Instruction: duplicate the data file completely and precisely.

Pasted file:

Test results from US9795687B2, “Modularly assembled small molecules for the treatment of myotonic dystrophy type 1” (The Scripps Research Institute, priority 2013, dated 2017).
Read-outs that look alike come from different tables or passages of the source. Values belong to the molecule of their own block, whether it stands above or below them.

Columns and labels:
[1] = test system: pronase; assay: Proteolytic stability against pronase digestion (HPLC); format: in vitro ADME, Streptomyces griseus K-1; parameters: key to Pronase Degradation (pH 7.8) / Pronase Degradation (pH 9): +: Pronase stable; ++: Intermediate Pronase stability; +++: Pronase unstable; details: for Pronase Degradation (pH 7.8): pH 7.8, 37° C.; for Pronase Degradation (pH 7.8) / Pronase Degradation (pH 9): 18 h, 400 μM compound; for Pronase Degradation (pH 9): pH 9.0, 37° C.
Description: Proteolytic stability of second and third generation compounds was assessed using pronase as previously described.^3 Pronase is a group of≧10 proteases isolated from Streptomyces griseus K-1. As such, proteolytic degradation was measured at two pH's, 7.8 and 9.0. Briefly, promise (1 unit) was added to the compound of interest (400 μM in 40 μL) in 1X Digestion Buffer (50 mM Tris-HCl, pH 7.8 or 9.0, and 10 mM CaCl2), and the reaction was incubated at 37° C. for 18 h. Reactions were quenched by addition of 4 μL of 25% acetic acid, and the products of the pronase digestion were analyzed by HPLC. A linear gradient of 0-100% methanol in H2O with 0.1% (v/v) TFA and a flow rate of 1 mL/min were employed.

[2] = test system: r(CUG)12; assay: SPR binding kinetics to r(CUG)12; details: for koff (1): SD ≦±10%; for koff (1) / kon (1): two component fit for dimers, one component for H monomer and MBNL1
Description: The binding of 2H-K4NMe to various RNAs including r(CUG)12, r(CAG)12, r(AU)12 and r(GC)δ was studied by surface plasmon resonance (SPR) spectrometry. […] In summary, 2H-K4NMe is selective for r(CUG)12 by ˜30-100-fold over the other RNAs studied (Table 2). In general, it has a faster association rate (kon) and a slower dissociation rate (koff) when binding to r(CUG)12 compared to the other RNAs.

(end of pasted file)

Test results from US9795687B2, “Modularly assembled small molecules for the treatment of myotonic dystrophy type 1” (The Scripps Research Institute, priority 2013, dated 2017).
Read-outs that look alike come from different tables or passages of the source. Values belong to the molecule of their own block, whether it stands above or below them.

Columns and labels:
[1] = test system: pronase; assay: Proteolytic stability against pronase digestion (HPLC); format: in vitro ADME, Streptomyces griseus K-1; parameters: key to Pronase Degradation (pH 7.8) / Pronase Degradation (pH 9): +: Pronase stable; ++: Intermediate Pronase stability; +++: Pronase unstable; details: for Pronase Degradation (pH 7.8): pH 7.8, 37° C.; for Pronase Degradation (pH 7.8) / Pronase Degradation (pH 9): 18 h, 400 μM compound; for Pronase Degradation (pH 9): pH 9.0, 37° C.
Description: Proteolytic stability of second and third generation compounds was assessed using pronase as previously described.^3 Pronase is a group of≧10 proteases isolated from Streptomyces griseus K-1. As such, proteolytic degradation was measured at two pH's, 7.8 and 9.0. Briefly, promise (1 unit) was added to the compound of interest (400 μM in 40 μL) in 1X Digestion Buffer (50 mM Tris-HCl, pH 7.8 or 9.0, and 10 mM CaCl2), and the reaction was incubated at 37° C. for 18 h. Reactions were quenched by addition of 4 μL of 25% acetic acid, and the products of the pronase digestion were analyzed by HPLC. A linear gradient of 0-100% methanol in H2O with 0.1% (v/v) TFA and a flow rate of 1 mL/min were employed.

[2] = test system: r(CUG)12; assay: SPR binding kinetics to r(CUG)12; details: for koff (1): SD ≦±10%; for koff (1) / kon (1): two component fit for dimers, one component for H monomer and MBNL1
Description: The binding of 2H-K4NMe to various RNAs including r(CUG)12, r(CAG)12, r(AU)12 and r(GC)δ was studied by surface plasmon resonance (SPR) spectrometry. […] In summary, 2H-K4NMe is selective for r(CUG)12 by ˜30-100-fold over the other RNAs studied (Table 2). In general, it has a faster association rate (kon) and a slower dissociation rate (koff) when binding to r(CUG)12 compared to the other RNAs.